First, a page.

The model of Honda Africa Twin Adventure Sports bike I have is the *DCT* model. DCT, if you don't know, it stands for Dual Clutch Transmission. That bike is FULLY AUTOMATIC, NO CLUTCH AND SHIFTER! So, when it comes time to load it, I start the bike up and put it in gear, just like a car. I can now ever so gently, throttle the bike and it will WALK ITSELF right up the ramp, with no effort on my part. And I walk along side it, only stabilizing it from side to said which, while still is critical, at least I don't have balance the bike AND, do fancy clutch and throttle work at the same time.


THAT is where the NO CLUTCH part really comes into play. Once the bike it fully on the tray, the wife uses two tie downs on the front to basically secure it from falling. I then hop down from my "scaffolding" and do the rest of the securing. Once it's all tied down and secure, I lift the scaffolding off, and it's brother, the one I walked UP on, and place them in a compartment. I then retrieve the two 1 1/2" arms that the scaffolding sits on and place them in a compartment.

When it comes to off loading the bike, I place all that equipment back into position. I release all but the front two tie downs. I then hop up on the scaffolding and take hold of the bike while the CEO releases the two front tie downs. Now, with a firm grip on the front brake, (throttle hand), I start moving the bike backwards. The wife is now in the rear, ready to help stabilize if things start to go awry.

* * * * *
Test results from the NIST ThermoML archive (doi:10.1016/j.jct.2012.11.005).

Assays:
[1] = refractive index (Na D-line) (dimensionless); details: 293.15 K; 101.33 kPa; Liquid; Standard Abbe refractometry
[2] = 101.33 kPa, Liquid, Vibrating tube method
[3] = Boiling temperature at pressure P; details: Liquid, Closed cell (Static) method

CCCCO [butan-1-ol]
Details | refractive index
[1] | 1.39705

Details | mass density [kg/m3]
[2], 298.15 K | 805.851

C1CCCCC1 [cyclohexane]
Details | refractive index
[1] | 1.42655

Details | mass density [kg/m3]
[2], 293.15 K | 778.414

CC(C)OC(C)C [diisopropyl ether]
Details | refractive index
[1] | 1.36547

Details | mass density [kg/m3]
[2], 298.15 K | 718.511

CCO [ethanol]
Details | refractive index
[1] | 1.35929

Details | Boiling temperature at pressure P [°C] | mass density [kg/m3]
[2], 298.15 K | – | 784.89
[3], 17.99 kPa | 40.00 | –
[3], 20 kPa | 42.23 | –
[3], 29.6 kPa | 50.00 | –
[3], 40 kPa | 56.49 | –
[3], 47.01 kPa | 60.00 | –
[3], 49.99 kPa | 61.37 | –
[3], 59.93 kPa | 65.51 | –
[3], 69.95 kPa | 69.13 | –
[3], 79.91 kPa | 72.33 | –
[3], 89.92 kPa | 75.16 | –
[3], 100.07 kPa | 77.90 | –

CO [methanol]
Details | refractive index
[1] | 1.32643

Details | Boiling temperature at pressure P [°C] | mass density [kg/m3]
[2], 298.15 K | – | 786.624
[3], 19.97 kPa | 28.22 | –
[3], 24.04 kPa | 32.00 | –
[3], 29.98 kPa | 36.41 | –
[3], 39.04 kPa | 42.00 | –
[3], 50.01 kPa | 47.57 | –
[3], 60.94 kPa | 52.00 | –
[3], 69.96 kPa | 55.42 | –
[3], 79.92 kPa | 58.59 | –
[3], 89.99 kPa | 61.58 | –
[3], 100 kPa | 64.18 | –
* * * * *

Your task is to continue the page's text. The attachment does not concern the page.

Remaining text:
The bike glides slowly down the ramp, with my hand controlling the brakes and I walk right along side it. The first time I did both loading and un loading, I'll have to admit, it was a bit on the scary side. But, we've both done it so many times now, it's old hat. You can't get complacent though. You MUST pay STRICT attention, each and every time you load and un load a bike with that kind of weight. In the pics below, you'll see the additional arms that protrude from the additional receivers I installed. And, you'll see the H/F ramps I use for scaffolding.
Scott